"The fact that Elena lived 26 years in her condition attests to all the support she had," said Tamara Zheleeva, the chair of the Council of Retired Gymnasts of Russia, in a telephone interview. "We did everything we could at the time. Elena had a one-bedroom apartment, we gave her a two-bedroom. Renovations were ordered to make the environment easier to live in. Everyone supported her."
The Soviet Union awarded Mukhina the Order of Lenin in response to the accident and she also received the Silver Medal of the Olympic Order in 1983 from Juan Antonio Samaranch, the President of the International Olympic Committee. But Mukhina's injury was downplayed by the country's gymnastics coaches and her condition largely remained secret until the collapse of the Soviet Union.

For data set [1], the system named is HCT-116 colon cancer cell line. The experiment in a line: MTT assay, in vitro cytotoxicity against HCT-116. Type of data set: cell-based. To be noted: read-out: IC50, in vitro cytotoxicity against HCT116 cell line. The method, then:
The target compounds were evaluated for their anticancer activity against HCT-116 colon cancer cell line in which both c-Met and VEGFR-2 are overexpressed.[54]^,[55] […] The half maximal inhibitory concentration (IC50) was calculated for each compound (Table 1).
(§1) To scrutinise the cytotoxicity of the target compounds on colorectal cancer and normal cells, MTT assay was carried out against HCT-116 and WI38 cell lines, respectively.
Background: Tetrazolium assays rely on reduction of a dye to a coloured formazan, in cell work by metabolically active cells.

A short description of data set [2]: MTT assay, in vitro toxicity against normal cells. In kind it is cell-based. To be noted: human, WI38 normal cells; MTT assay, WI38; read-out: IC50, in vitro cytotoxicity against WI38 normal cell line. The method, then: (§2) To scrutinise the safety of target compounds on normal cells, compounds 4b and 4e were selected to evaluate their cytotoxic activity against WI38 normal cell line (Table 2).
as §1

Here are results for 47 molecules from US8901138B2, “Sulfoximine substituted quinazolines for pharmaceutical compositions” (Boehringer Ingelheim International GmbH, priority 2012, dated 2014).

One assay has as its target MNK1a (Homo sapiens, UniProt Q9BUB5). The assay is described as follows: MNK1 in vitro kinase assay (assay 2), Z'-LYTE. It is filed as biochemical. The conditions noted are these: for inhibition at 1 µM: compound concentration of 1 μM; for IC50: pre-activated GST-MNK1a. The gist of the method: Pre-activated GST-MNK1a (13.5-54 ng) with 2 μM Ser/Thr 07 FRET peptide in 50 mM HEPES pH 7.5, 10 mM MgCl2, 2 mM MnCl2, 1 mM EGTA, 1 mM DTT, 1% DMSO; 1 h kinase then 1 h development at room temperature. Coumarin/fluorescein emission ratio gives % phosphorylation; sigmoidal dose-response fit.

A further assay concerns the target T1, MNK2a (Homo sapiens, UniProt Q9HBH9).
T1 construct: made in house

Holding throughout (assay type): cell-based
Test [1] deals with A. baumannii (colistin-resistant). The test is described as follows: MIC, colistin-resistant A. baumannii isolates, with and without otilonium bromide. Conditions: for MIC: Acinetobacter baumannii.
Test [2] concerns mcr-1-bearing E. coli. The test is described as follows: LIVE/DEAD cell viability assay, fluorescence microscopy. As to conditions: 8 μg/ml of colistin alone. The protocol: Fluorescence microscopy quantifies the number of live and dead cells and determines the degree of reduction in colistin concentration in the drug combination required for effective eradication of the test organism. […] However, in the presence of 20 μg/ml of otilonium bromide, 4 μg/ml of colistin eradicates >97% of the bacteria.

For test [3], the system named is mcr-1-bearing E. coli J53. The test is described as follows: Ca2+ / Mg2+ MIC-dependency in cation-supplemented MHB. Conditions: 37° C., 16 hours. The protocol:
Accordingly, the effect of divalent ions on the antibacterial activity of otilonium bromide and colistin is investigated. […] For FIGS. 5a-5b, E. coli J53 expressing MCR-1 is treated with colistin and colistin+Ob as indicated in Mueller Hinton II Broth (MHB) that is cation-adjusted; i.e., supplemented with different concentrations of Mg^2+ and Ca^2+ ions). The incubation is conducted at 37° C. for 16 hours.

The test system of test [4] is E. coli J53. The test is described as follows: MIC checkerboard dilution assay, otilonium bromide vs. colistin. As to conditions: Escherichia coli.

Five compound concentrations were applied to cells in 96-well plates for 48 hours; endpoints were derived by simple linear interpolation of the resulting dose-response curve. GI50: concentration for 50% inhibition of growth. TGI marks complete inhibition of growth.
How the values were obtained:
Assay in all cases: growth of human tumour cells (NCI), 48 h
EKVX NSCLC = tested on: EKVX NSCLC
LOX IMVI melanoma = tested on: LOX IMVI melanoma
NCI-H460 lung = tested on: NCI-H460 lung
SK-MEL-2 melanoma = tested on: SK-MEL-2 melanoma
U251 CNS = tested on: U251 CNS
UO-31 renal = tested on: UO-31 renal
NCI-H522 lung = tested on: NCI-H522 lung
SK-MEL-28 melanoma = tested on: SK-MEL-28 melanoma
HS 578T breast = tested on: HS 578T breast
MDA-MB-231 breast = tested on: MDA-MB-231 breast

In a 1991 documentary, Mukhina said that her injury was to be "expected" and that she had been convinced she would break her neck while performing the treacherous Thomas salto. Coaches had insisted that Mukhina perform it, despite her resistance.
Mukhina spent the rest of her life in a wheelchair but nonetheless managed to graduate from the Moscow Institute of Physical Education. According to a 2006 interview with former gymnast Lidya Ivanova, Mukhina had been provided with a satellite television dish and a small ramp on her balcony so she could get fresh air. The state provided Mukhina with physiotherapy services, but she largely remained confined to her Moscow apartment, where she lived with her grandmother.
Mukhina died of apparent complications of quadriplegia in 2006.